For example, as one of the largest potato producers in the world (for brands like Frito-Lay), PepsiCo uses AI to feed farmers in North America, Latin America, and Europe more than a million key data points about the potatoes they grow and provide detailed crop information — such as how deep the seed should be sown based on weather conditions, how much water to water, how to protect the crop, and How to optimize productivity.
“That has led to much more sustainable practices,” she said.
Digital hubs drive PepsiCo’s success
A year ago, PepsiCo establish The company’s first two digital hubs are in Barcelona, Spain, and Dallas, Texas, and are expected to create more than 500 digital and data jobs over the next few years, to “image have a major impact on how an organization reinvents the planning, execution, movement, sales, and distribution of products.”
At the time, PepsiCo said the hubs would help the company move towards a future vision of its customers by allowing professionals to have real-time access to sales and inventory data, products and services. Products are always available in the right places, and employees can also use predictive decision-making.
But no matter where AI is used in PepsiCo, Kanioura said all employees operate within the same responsible AI framework.
“We have a responsible AI framework that everyone adheres to, from the way we design the systems to the way we enter the data, process the models, test the models while they run and finally the post-processing,” she said. “The principles apply to everyone on my team, and we have a committee that ensures this process is implemented consistently across the organization.”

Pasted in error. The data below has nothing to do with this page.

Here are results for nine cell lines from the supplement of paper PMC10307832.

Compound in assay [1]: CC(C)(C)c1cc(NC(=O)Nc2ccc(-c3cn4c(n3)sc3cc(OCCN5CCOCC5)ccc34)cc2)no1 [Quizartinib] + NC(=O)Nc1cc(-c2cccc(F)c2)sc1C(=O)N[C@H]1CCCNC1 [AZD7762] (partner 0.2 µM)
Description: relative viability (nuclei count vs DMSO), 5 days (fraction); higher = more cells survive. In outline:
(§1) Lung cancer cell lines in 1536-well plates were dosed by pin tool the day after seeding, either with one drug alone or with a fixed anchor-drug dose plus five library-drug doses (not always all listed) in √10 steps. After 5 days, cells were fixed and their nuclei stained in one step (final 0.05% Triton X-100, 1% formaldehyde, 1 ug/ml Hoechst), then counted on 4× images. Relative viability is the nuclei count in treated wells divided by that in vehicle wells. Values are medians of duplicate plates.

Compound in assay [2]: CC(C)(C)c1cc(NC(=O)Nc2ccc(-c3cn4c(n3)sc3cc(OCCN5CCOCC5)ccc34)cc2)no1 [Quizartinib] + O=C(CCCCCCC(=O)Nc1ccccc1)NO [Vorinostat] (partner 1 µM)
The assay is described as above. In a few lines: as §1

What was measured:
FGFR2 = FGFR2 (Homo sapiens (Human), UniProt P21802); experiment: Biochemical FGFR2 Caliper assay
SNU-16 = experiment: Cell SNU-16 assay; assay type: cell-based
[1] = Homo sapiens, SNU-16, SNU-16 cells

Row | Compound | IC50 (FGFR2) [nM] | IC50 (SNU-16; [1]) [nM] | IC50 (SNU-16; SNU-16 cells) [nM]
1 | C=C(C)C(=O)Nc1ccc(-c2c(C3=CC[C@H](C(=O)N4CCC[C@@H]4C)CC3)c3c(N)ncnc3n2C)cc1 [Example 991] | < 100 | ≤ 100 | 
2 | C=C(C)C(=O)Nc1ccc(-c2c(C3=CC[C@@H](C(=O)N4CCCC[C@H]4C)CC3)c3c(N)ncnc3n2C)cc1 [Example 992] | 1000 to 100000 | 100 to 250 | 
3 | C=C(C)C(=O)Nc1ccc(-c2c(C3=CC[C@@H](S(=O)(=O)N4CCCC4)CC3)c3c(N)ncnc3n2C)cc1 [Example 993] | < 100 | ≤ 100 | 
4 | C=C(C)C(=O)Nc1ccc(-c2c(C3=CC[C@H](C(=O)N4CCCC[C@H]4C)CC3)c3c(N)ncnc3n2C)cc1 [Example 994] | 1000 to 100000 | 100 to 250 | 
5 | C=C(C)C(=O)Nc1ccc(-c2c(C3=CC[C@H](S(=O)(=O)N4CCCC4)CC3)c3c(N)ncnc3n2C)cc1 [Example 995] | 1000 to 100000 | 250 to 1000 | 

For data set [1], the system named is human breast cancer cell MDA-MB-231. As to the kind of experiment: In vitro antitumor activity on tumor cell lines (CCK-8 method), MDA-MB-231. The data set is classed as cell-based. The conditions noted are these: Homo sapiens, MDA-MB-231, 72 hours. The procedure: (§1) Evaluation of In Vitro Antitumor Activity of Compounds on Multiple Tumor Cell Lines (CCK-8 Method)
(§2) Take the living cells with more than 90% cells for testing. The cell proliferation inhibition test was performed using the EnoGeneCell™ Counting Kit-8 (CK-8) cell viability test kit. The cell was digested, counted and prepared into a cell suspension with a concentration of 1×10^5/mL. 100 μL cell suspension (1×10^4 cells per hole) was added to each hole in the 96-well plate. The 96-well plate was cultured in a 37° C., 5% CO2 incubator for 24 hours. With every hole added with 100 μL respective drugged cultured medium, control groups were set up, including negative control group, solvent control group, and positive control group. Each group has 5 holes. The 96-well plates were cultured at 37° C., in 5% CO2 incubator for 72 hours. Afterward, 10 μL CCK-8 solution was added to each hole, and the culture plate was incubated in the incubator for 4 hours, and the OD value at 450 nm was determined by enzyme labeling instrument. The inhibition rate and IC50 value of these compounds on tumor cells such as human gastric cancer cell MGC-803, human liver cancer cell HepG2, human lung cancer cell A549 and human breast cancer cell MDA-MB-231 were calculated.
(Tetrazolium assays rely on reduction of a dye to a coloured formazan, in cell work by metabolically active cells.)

The Future of AI at PepsiCo and beyond
Kanioura and other AI leaders at PepsiCo are actively providing industry views and recommendations to regulators, including the Congressional AI Committee and NIST, she added.
“Which AI ethical framework should be applied, the processes and prerequisites you need to have a workable framework for an organization, what is the role of industry versus technology provider versus government ,” she said. “I believe that if you have different parties…getting together, it would be a boon to put in place a legal framework.”
For PepsiCo, Kanioura emphasized that AI’s mission is to drive the next generation of growth for the company, but in the context of the human experience.
“I think 2023 will be a year where I expect to see further consolidation, with investments much more focused on key areas of AI where it will benefit the masses and across industries, rather than future possibilities,” she said. “I think the industry has realized that we need to do things that everyone can benefit from — you’ve heard that in discussions from many tech companies, who say to focus on core of AI.”
Additionally, she says that the future of AI at PepsiCo will be about scalability and industrialization.
“Over the years, we did a lot of testing, a lot of proof of concepts, because some areas of AI are not mature enough,” she said. “Now, if we’re thinking about AI for integrated business planning, we’re doing it at scale. R&D will use it on a large scale.”
It is important, she concludes, to take an overall assessment of a challenging year and rethink some of the AI strategies.
“In 2023, there is a lot of hope for what AI can do for society,” she said. “We should not forget about how in the time of COVID-19, AI has been used for precision medicine, and there is a lot of hope for AI in precision agriculture, we are using it – that’s it. is a great unlocking step to what AI can do.”